If the frontal lobe functions are strong, the limbic system passions are no more than moderate in strength, and the pathway between chaos and calm is well formed, then all is well. Like a horse with an expert rider, our emotions inform, energize and color our life, but the purposeful human “self” of the cerebral cortex is in charge. Such a person does not need an addiction to reach the place of inner peace; they can get there on their own. Alcohol, drugs, and compelling behaviors like gambling, sex, and online games may have entertainment and experimental value, but the risk of addiction is low.

A mismatch between the passionate “horse” and purposeful “rider” can occur in more than one way. Some are born with a temperament inclined to intense emotions. Passionate and sensitive, these people often make wonderful teachers, communicators, and artists. But they need to spend a lifetime developing strong “horsemanship”. Others have a more moderate temperament, but early experiences of trauma overwhelm the system before a proper path can be built; chaos without comfort becomes a normal experience and the child does not know what it feels like to have control over emotions and impulses. Most unfortunate, but very common, is a combination of intense temperament and poor early experience. Imagine a parent who is ruled by the intensity of mid-brain emotions, raising a child who is has powerful, negative, and difficult-to-sooth emotions of her own. The parent is too preoccupied with her or his own pain to help the child build a path for inner comfort.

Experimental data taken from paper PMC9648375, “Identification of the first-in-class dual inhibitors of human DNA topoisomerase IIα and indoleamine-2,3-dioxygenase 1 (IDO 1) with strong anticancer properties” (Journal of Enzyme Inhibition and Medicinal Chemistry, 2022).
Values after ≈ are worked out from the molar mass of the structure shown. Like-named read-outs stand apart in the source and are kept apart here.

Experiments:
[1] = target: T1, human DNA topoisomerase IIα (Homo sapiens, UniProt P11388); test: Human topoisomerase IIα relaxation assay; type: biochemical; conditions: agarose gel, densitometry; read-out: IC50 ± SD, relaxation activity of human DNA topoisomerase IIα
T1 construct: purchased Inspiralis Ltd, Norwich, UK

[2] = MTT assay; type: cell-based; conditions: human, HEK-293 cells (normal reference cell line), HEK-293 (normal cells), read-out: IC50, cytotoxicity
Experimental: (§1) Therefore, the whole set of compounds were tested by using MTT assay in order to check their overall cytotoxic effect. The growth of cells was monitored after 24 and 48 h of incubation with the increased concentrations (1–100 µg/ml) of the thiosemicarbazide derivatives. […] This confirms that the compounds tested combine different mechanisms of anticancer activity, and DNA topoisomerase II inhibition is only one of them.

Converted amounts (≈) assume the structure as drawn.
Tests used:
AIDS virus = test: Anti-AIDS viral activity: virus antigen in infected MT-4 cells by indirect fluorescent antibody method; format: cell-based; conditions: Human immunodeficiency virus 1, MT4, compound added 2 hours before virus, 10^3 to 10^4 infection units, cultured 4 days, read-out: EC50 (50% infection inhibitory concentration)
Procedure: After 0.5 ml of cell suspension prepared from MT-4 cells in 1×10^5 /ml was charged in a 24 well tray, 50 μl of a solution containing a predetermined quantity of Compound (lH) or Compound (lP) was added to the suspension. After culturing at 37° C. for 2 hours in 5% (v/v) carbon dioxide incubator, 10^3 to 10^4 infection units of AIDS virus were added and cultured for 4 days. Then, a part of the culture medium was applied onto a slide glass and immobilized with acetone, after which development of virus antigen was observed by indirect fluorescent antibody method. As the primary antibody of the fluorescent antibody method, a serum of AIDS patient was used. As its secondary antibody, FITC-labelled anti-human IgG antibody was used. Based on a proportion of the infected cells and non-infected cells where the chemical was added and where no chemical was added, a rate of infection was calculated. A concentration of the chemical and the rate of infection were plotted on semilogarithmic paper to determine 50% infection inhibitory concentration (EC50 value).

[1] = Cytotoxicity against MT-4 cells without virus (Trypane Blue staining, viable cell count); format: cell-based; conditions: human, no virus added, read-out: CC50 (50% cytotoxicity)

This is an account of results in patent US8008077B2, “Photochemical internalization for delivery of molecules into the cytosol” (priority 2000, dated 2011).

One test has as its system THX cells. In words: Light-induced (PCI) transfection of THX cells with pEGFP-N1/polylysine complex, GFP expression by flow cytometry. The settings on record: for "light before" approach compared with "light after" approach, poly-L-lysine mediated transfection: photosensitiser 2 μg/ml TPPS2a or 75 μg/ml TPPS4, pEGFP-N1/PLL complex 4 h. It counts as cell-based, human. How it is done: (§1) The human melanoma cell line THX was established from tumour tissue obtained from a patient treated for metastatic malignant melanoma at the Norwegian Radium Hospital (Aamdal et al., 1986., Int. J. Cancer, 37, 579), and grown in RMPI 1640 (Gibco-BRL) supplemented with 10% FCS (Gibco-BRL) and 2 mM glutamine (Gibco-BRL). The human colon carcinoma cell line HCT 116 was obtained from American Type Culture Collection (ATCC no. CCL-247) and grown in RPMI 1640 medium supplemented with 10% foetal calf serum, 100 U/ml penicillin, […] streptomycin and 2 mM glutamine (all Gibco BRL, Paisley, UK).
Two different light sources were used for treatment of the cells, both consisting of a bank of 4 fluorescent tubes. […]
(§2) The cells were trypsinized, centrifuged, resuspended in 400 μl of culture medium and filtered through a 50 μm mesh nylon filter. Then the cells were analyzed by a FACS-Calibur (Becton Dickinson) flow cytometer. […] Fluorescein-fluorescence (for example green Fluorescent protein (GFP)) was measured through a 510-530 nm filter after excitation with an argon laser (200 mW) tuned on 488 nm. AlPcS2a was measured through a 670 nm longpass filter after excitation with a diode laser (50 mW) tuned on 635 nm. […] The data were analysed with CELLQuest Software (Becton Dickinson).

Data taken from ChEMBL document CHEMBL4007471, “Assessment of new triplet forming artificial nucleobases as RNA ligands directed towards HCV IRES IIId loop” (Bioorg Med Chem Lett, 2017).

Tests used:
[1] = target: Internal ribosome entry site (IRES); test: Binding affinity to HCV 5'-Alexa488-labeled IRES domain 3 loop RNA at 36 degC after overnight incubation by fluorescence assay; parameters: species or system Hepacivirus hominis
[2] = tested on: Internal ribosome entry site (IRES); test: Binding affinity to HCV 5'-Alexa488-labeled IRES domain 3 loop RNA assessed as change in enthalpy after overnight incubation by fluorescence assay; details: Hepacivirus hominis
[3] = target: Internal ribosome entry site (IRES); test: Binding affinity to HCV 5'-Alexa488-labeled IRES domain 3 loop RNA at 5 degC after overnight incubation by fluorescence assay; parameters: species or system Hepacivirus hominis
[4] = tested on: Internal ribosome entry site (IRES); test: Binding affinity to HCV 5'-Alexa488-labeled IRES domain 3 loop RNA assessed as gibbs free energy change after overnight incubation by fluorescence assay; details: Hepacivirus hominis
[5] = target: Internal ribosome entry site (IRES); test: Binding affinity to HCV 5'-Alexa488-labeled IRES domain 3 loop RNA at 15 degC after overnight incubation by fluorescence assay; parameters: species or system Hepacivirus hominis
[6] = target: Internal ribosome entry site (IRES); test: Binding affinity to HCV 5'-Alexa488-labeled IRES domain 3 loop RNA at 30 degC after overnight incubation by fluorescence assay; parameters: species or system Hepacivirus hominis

Once we are grown, if the passions are in charge, and inclined to run away with the rider, then the pain of poor emotional regulation is overwhelming. We have outgrown the big adults who could rock and sooth us. But if an overwhelmed “rider” discovers substances or behaviors that can lift them from despair to peace, instantly, it feels good; very good. The hard work and anguish of bushwacking that pathway through the wilderness feels over; one can relax into the arms of this like a child who has found its lost mother. An addiction has begun.